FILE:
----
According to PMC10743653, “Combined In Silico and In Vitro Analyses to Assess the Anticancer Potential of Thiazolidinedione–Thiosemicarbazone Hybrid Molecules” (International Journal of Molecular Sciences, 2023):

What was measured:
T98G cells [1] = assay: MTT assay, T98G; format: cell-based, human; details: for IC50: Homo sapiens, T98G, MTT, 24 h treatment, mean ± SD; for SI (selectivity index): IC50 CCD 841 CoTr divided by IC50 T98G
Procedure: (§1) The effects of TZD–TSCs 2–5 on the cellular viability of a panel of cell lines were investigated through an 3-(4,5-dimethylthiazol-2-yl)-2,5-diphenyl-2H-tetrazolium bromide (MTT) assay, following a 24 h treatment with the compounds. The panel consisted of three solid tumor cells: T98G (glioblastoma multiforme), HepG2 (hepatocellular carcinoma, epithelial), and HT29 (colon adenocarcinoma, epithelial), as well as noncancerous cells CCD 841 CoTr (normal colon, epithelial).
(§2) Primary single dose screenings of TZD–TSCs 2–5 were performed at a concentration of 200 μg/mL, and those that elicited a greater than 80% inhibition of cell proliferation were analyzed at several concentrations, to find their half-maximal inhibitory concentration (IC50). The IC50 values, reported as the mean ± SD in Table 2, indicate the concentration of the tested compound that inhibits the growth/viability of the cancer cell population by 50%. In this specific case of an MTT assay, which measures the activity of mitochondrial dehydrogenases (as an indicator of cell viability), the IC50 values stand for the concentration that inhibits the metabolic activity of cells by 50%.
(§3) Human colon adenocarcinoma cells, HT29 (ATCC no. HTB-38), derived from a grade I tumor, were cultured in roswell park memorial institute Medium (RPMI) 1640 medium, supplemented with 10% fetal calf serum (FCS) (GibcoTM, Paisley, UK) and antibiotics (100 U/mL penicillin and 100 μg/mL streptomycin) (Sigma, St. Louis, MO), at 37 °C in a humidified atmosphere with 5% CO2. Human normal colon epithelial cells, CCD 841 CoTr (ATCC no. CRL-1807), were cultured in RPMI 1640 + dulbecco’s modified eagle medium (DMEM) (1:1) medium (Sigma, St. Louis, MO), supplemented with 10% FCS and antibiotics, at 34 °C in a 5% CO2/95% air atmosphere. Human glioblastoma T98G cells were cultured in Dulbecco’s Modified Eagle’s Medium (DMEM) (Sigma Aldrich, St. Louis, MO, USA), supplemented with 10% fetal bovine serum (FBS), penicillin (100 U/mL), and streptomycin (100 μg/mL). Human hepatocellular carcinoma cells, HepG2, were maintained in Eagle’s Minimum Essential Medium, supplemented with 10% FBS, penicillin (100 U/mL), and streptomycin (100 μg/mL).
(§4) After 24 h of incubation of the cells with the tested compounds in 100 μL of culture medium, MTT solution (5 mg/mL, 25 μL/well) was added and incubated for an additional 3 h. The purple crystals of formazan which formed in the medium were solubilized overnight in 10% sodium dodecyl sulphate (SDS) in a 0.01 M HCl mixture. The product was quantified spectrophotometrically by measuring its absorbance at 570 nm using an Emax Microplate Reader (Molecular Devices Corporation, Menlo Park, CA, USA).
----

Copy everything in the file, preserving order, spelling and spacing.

According to PMC10743653, “Combined In Silico and In Vitro Analyses to Assess the Anticancer Potential of Thiazolidinedione–Thiosemicarbazone Hybrid Molecules” (International Journal of Molecular Sciences, 2023):

What was measured:
T98G cells [1] = assay: MTT assay, T98G; format: cell-based, human; details: for IC50: Homo sapiens, T98G, MTT, 24 h treatment, mean ± SD; for SI (selectivity index): IC50 CCD 841 CoTr divided by IC50 T98G
Procedure: (§1) The effects of TZD–TSCs 2–5 on the cellular viability of a panel of cell lines were investigated through an 3-(4,5-dimethylthiazol-2-yl)-2,5-diphenyl-2H-tetrazolium bromide (MTT) assay, following a 24 h treatment with the compounds. The panel consisted of three solid tumor cells: T98G (glioblastoma multiforme), HepG2 (hepatocellular carcinoma, epithelial), and HT29 (colon adenocarcinoma, epithelial), as well as noncancerous cells CCD 841 CoTr (normal colon, epithelial).
(§2) Primary single dose screenings of TZD–TSCs 2–5 were performed at a concentration of 200 μg/mL, and those that elicited a greater than 80% inhibition of cell proliferation were analyzed at several concentrations, to find their half-maximal inhibitory concentration (IC50). The IC50 values, reported as the mean ± SD in Table 2, indicate the concentration of the tested compound that inhibits the growth/viability of the cancer cell population by 50%. In this specific case of an MTT assay, which measures the activity of mitochondrial dehydrogenases (as an indicator of cell viability), the IC50 values stand for the concentration that inhibits the metabolic activity of cells by 50%.
(§3) Human colon adenocarcinoma cells, HT29 (ATCC no. HTB-38), derived from a grade I tumor, were cultured in roswell park memorial institute Medium (RPMI) 1640 medium, supplemented with 10% fetal calf serum (FCS) (GibcoTM, Paisley, UK) and antibiotics (100 U/mL penicillin and 100 μg/mL streptomycin) (Sigma, St. Louis, MO), at 37 °C in a humidified atmosphere with 5% CO2. Human normal colon epithelial cells, CCD 841 CoTr (ATCC no. CRL-1807), were cultured in RPMI 1640 + dulbecco’s modified eagle medium (DMEM) (1:1) medium (Sigma, St. Louis, MO), supplemented with 10% FCS and antibiotics, at 34 °C in a 5% CO2/95% air atmosphere. Human glioblastoma T98G cells were cultured in Dulbecco’s Modified Eagle’s Medium (DMEM) (Sigma Aldrich, St. Louis, MO, USA), supplemented with 10% fetal bovine serum (FBS), penicillin (100 U/mL), and streptomycin (100 μg/mL). Human hepatocellular carcinoma cells, HepG2, were maintained in Eagle’s Minimum Essential Medium, supplemented with 10% FBS, penicillin (100 U/mL), and streptomycin (100 μg/mL).
(§4) After 24 h of incubation of the cells with the tested compounds in 100 μL of culture medium, MTT solution (5 mg/mL, 25 μL/well) was added and incubated for an additional 3 h. The purple crystals of formazan which formed in the medium were solubilized overnight in 10% sodium dodecyl sulphate (SDS) in a 0.01 M HCl mixture. The product was quantified spectrophotometrically by measuring its absorbance at 570 nm using an Emax Microplate Reader (Molecular Devices Corporation, Menlo Park, CA, USA).